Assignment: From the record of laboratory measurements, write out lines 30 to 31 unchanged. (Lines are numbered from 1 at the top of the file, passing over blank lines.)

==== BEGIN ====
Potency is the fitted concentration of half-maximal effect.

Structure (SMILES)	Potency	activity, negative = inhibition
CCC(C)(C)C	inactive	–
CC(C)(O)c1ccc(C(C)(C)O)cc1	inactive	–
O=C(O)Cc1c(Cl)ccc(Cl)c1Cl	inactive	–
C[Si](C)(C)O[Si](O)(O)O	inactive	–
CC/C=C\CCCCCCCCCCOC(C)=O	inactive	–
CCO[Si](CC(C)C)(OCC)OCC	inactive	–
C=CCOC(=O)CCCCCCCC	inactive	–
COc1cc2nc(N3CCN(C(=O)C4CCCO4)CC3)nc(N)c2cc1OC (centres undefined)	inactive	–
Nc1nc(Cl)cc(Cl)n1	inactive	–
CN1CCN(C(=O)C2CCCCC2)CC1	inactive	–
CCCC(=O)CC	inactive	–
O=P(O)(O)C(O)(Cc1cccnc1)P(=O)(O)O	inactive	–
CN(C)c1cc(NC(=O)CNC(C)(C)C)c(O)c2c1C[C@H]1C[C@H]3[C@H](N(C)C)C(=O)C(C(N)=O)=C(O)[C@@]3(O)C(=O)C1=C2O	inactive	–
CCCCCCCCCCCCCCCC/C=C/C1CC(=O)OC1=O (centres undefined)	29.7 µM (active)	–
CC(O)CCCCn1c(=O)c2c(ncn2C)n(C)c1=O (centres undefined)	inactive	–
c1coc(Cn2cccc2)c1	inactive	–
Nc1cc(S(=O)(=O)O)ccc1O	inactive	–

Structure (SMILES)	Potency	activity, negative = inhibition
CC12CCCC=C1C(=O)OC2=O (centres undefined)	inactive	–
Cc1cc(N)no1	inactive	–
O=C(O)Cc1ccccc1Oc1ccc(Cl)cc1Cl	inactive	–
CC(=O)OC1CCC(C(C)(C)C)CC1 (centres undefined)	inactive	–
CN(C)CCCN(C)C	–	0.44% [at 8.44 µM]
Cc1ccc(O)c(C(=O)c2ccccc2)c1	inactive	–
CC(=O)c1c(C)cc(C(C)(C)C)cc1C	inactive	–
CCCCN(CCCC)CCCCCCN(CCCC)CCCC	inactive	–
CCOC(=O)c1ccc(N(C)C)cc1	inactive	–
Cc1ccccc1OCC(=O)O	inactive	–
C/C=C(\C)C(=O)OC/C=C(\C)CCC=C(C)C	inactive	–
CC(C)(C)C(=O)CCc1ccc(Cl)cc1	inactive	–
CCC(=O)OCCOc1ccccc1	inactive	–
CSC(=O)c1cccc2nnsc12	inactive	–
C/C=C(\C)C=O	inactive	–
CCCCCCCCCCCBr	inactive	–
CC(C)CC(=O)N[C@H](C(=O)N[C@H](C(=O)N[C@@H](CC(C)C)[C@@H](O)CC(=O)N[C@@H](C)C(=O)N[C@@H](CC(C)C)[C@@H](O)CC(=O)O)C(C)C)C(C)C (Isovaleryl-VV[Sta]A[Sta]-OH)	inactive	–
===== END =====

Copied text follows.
Cc1ccccc1OCC(=O)O	inactive	–
C/C=C(\C)C(=O)OC/C=C(\C)CCC=C(C)C	inactive	–